According to some anecdote, a military leader has invented jacket cuffs in order to stop his soldiers from wiping their running nose on the sleeve-end of their shirts. The truth or falsehood of this statement is not relevant for now, but it will serve well as a representative for numerous other stories linked to garments. The actual effect such an anecdote has on its denoted item is the essential criterion they all share. We might not know how and where such stories arise, but they present us with a pleasing scenario which turns a simple item into an artefact.
Peut-Porter is a crossover of the words peut-être and prêt-à-porter: the word peut-être – just as maybe – refers to the future in its literal meaning. It also indicates a speculation about scenarios and imaginative worlds, which is exactly what some of the published articles & projects will ask you to do.
Although many tales seem to refer to the past, the most different occasions create a link to our future. We might live in the present, but our hopes and fears keep us constantly looking ahead: science, technology, film, fiction or a simple insurance bill ask us to imagine objects and whole scenarios beyond the here and now. Most design-disciplines reason with practicality or functionality, technology or usability. Not so fashion. This is why I have decided to highlight one of the strongest abilities of our clothes: They are storytellers and create a subliminal visual language, sometimes cryptic and confusing, other times misleading and a third time crystal clear. Peut-Porter aims to investigate, collect and design these stories.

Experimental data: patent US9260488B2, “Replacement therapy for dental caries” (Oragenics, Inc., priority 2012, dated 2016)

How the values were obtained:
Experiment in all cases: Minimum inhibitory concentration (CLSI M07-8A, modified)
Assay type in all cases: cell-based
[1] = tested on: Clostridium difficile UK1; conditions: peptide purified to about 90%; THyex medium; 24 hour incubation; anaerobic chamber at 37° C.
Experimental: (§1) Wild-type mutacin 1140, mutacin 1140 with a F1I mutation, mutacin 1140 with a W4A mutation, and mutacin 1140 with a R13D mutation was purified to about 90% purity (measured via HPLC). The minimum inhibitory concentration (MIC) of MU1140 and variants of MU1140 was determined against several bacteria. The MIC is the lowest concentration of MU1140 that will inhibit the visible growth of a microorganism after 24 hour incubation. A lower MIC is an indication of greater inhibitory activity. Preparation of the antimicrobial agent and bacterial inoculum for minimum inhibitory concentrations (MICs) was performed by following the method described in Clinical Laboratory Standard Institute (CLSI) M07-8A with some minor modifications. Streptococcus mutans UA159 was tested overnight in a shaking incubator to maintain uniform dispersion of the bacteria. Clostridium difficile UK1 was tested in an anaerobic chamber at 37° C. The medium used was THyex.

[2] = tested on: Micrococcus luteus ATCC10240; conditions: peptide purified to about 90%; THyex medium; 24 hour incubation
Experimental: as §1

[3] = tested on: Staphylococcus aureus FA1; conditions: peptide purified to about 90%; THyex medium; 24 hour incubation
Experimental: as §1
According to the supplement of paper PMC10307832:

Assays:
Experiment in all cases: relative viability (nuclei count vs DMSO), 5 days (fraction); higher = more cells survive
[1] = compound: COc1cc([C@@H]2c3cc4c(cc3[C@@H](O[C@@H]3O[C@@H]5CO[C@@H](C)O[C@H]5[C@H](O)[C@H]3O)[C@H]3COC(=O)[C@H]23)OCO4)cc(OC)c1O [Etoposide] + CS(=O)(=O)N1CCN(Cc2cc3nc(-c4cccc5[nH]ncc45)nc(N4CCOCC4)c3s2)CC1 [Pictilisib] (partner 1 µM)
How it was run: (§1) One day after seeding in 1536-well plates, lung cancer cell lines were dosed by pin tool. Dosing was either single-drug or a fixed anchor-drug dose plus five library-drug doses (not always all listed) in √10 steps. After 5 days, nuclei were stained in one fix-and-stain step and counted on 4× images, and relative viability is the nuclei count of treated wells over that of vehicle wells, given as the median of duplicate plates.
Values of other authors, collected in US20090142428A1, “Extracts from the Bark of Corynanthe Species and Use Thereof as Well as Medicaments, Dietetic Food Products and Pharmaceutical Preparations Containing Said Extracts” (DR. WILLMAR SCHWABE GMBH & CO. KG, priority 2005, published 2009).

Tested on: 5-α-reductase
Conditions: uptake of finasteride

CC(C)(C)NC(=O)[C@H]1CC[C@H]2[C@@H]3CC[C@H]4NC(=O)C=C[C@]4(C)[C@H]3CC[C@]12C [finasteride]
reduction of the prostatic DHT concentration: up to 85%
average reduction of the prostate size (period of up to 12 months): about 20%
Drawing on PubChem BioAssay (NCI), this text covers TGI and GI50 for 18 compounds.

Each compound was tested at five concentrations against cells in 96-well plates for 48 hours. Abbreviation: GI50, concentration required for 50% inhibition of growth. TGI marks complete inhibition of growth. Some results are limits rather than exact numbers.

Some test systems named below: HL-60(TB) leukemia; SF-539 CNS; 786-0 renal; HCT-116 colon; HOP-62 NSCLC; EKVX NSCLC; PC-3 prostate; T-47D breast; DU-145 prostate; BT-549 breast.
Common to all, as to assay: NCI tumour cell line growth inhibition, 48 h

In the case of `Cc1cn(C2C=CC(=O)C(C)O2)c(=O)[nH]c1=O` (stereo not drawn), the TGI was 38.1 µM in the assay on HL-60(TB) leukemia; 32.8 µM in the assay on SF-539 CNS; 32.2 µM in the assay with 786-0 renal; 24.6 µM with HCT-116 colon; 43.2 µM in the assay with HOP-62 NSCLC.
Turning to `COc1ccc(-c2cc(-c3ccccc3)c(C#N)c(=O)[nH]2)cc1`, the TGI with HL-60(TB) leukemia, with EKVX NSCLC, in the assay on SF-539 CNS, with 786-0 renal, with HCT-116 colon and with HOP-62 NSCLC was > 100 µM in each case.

One of my favorite examples on this is the shoe thrown at George W. Bush – also called the ‘bush-shoeing’. Showing the sole of one’s shoe to someone or throwing a shoe has been rationally explained to be disrespectful and as the press suggests the shoe is regarded especially unclean in the arab world. Again, the truth or falsehood of the cultural events that caused the symbolic meaning of waving a shoe at someone are rather unimportant. Instead, I am most impressed how impactful garments can become as messengers once they are taken out of their ‘functional’ context.
Then again, the function itself can create a cultural comment and remind us of the solid social importance of wear: upon invention, the zipper was accused to cause moral decline as it eased the process of undressing. But while all of the above mentioned examples suggest to have a rational cause, many irrational and subliminal stories are linked to garments. Common superstitions – such as a shirt worn the wrong way round being a good charm – are just one example. A selection of these superstitions can be found in Altered Fate.
I am eager to find, collect and archive these stories which according to Roland Barthes could ‘tell of the things to come’ and hope to contribute to their existence by pointing them out, maybe even suggesting new ones in the process.